I originally picked out this theme for 2012, but scrapped it after my rocky start to the year. Now when I think about how it derived it’s kind of amusing that it came from reading a book . . . title. Yep, just the title: 365 Thank Yous: The Year a Simple Act of Gratitude Changed My Life. I’ve tried to be a decent thank-you note writer for most of adulthood, but I was charmed by the idea of writing a thank you note every single day, especially the thought of reaching back into the past to thank people for things they may not even know they did for me. (Not that I know if the author John Kralik did that — I’d probably have to read the book for that.)
Despite the charm of writing a thank you note a day, I did not actually resolve to do that. In January, that seemed like too tall an order with the new demands of teaching two classes. Good decision. Instead I decided that every Sunday I would reflect on the week and think about who I could reach out to in thanks. I started to take a little package of stationery to church and write cards or envelopes as thoughts came to me. Sometimes I look around in Sunday School — at least 100 of us meet in our cavernous chapel — and think about those who have made a difference in my life. And then I try to tell them. I think this is one of the best things about coming back to this old, familiar place after a decade or more away.
Of course, my main concern with selecting this theme was the stamp costs. Don’t worry, spreadsheets were made. Cost-benefit analyses were conducted to determine the effectiveness of email notes vs. postcards vs. envelope-card combinations. (It’s possible my spreadsheet usage will someday be a diagnosable mental illness.) In the end, I decided to just go with the flow. An emailed thank you may not be as elegant or delightful as an envelope in the mail, but it’s better than keeping an expression of gratitude trapped in my mind. Still, I have probably managed to mail out at least 30 or 40 cards since the new year so . . . awesome, right?
When I first conceptualized this one-word theme, the foregoing is all I had in mind. But something happened in November that made me realize I was missing a huge piece of the gratitude puzzle. It’s always been relatively easy for me to give thanks to the people around me; their kindness and generosity is so obvious, so present. Thanking God, on the other hand, is a much more difficult feat. If I could write a thank you note and mail it, I absolutely would. But it seems He wants me to talk to Him . . . as if He’s there, listening. Prayer, then, is part of how He wants my gratitude and it’s a thing that I’ve struggled with for . . . ever.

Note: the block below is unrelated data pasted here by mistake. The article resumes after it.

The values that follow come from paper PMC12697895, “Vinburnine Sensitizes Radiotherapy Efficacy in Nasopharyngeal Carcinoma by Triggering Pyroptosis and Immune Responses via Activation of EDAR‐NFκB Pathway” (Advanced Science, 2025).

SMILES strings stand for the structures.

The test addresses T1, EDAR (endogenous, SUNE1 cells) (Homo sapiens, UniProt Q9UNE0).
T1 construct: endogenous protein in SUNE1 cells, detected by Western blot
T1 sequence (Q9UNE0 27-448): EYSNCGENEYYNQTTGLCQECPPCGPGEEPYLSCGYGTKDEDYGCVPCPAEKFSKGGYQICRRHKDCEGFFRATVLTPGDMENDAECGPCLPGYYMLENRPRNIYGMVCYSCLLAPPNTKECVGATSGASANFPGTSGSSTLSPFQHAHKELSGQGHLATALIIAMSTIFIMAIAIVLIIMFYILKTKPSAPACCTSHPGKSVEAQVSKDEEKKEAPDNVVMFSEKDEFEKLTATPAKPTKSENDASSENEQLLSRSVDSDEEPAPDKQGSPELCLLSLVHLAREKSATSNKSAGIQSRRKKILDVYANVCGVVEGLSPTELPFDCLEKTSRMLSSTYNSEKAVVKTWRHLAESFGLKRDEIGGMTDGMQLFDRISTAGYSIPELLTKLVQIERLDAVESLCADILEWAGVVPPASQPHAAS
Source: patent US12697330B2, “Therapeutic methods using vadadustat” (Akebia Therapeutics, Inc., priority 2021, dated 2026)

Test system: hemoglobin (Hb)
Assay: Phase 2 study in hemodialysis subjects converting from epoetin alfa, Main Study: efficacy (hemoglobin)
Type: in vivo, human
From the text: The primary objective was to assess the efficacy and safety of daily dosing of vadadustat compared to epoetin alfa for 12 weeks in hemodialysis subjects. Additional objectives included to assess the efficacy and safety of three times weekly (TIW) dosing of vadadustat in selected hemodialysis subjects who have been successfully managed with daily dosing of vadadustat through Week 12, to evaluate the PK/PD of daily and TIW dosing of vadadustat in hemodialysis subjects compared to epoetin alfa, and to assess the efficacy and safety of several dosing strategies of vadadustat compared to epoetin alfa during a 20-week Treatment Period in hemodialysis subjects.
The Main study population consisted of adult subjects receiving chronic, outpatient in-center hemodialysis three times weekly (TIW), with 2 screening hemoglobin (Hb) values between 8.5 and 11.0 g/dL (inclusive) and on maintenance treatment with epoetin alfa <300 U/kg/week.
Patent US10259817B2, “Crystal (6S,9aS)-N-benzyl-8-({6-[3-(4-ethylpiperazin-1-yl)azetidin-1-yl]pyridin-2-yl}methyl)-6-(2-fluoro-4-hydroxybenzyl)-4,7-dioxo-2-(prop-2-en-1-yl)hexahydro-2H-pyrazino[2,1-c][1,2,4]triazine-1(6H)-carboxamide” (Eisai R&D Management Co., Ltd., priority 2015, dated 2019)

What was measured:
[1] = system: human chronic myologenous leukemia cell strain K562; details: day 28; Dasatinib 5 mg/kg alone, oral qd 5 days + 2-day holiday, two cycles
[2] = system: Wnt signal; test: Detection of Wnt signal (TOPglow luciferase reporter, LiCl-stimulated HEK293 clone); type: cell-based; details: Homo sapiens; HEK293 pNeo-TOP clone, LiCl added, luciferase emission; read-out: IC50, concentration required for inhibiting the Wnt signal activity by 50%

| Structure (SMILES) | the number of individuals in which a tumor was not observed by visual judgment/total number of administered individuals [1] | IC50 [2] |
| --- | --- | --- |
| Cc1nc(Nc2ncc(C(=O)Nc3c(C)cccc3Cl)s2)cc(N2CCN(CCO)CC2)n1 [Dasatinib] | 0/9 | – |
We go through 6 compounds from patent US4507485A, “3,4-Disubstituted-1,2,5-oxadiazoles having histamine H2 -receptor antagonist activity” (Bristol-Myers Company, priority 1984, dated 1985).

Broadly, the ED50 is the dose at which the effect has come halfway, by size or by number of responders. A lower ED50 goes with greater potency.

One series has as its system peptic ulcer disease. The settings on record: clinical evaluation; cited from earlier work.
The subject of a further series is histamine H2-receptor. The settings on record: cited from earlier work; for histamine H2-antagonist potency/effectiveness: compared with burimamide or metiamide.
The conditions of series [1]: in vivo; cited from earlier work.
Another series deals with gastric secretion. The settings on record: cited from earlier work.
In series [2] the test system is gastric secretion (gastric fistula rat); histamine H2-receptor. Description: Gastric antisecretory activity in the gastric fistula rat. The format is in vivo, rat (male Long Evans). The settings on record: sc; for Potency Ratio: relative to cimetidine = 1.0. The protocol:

This topic could shoot off in a thousand directions and encompass my whole life story, but instead, I’ll just say that I decided on two concrete activities to try and give more thanks to God. First, I’m trying to pray more (and differently) than I ever have before. That thing that happened in November (which was kind of like a crazy-intense therapy session, but not exactly) set me off in a new direction of how to try and actually talk to God. I’m sorry to say I probably only manage it once a week, but I’m okay with being a work in progress (I better be, since that is all we ever are). Second, I’ve started keeping a journal again. I call it a one-sentence journal to take the pressure off, but let’s be honest, I have rarely said a single sentence about anything in my entire life. Influenced by my friend Victoria, a challenge from my mom, and this great talk from President Eyring (which I was struck by at the time he gave it, but never did anything about), I have focused this journal on answering the questions, Did God have a message for me today? Have I seen the hand of God in my life?
Thus far I have 11 entries in my journal. That’s almost a message from God a week! Most of them were just for me and their influence probably went no further. But every once in a while, those messages from God helped me make a difference to someone who was suffering, and there is nothing I feel more gratitude for than that. So thanks.